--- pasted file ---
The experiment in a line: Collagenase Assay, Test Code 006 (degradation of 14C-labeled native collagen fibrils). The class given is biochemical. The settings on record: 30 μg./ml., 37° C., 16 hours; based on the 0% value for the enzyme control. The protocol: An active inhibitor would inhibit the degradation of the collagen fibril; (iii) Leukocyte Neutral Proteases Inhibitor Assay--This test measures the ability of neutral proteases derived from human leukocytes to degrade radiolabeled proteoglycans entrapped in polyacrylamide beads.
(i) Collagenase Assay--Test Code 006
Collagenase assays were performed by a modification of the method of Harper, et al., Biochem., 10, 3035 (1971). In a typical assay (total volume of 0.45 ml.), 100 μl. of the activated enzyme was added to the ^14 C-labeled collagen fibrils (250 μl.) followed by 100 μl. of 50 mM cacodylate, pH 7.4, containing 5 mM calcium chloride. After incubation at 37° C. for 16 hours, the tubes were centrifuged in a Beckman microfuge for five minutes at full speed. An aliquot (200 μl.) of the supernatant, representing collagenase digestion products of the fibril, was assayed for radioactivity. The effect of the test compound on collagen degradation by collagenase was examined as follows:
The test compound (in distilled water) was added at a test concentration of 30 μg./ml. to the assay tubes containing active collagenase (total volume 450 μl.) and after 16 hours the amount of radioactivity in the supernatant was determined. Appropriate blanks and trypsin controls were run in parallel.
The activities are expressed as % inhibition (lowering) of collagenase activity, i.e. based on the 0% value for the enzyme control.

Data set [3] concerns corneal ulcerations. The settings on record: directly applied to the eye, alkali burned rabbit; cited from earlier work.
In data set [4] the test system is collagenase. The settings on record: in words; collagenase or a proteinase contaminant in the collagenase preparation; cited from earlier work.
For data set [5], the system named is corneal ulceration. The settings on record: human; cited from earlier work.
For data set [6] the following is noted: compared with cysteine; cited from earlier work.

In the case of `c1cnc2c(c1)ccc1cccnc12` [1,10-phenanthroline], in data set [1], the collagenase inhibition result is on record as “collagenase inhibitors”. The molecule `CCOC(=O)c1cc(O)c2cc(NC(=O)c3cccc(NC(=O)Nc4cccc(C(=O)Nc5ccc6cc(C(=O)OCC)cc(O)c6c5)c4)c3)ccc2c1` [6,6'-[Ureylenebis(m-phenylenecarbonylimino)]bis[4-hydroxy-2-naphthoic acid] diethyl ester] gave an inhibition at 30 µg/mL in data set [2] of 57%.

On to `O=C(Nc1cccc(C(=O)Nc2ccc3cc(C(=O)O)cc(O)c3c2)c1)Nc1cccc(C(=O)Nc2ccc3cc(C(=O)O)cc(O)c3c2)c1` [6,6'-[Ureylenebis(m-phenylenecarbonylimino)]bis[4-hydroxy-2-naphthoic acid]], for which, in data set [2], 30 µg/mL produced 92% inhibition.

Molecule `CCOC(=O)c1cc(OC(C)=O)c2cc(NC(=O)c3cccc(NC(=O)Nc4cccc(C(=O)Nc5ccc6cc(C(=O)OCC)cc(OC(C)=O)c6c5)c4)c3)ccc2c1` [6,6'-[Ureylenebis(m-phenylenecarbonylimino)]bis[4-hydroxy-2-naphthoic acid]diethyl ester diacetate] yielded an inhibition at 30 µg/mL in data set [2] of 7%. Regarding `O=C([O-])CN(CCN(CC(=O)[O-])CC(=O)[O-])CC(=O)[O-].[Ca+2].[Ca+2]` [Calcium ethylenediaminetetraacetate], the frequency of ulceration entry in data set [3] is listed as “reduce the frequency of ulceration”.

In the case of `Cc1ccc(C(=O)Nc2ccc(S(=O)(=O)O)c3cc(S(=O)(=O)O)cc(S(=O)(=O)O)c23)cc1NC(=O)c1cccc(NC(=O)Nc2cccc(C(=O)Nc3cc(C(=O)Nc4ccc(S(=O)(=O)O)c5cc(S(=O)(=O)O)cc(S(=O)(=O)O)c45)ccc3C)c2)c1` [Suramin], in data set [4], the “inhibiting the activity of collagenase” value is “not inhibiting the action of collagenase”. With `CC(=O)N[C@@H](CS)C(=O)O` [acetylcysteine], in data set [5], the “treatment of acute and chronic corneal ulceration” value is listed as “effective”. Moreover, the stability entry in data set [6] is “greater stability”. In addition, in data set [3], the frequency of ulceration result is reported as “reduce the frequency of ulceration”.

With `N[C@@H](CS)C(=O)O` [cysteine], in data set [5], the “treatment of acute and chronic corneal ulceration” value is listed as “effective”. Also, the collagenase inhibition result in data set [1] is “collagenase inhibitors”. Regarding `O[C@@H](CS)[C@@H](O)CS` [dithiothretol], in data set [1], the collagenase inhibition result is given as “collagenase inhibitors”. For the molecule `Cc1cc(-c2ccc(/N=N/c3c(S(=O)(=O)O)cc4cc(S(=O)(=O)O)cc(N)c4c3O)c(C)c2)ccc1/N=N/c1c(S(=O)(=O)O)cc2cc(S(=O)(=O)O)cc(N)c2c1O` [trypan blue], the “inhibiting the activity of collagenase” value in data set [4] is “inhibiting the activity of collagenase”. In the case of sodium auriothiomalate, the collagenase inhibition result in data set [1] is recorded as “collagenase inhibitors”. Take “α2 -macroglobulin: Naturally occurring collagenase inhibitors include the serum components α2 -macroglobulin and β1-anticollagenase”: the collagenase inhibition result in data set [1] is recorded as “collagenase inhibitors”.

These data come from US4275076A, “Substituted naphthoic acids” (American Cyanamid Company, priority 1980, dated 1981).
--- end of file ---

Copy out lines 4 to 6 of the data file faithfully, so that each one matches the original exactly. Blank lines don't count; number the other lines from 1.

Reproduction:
The test compound (in distilled water) was added at a test concentration of 30 μg./ml. to the assay tubes containing active collagenase (total volume 450 μl.) and after 16 hours the amount of radioactivity in the supernatant was determined. Appropriate blanks and trypsin controls were run in parallel.
The activities are expressed as % inhibition (lowering) of collagenase activity, i.e. based on the 0% value for the enzyme control.

Data set [3] concerns corneal ulcerations. The settings on record: directly applied to the eye, alkali burned rabbit; cited from earlier work.